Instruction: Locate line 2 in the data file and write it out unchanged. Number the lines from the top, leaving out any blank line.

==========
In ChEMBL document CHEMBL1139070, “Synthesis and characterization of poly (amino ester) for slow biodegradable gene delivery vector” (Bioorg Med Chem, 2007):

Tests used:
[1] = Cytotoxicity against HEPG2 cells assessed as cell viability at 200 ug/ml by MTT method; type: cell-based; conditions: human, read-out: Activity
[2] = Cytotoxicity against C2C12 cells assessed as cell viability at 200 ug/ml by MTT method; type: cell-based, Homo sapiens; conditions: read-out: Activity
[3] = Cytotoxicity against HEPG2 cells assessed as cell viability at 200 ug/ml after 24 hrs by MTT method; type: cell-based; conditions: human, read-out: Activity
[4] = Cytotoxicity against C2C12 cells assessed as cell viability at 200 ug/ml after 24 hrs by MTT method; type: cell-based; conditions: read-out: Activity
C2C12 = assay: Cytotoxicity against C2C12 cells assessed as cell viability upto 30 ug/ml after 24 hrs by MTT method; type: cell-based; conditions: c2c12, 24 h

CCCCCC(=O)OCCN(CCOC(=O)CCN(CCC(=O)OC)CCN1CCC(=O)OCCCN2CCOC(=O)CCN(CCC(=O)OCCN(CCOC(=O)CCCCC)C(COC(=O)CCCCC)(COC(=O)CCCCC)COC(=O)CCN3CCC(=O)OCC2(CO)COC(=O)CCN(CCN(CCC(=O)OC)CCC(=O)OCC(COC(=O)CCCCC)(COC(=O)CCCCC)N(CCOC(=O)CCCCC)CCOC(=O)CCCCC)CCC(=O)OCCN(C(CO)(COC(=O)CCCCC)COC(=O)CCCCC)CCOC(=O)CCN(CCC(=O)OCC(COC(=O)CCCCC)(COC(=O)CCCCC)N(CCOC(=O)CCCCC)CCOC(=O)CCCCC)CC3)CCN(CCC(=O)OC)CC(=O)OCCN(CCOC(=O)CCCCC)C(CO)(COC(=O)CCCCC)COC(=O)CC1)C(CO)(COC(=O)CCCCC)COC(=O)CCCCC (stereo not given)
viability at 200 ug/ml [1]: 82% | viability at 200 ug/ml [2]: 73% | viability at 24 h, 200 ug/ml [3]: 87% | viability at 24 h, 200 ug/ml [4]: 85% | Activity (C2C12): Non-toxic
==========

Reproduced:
Tests used: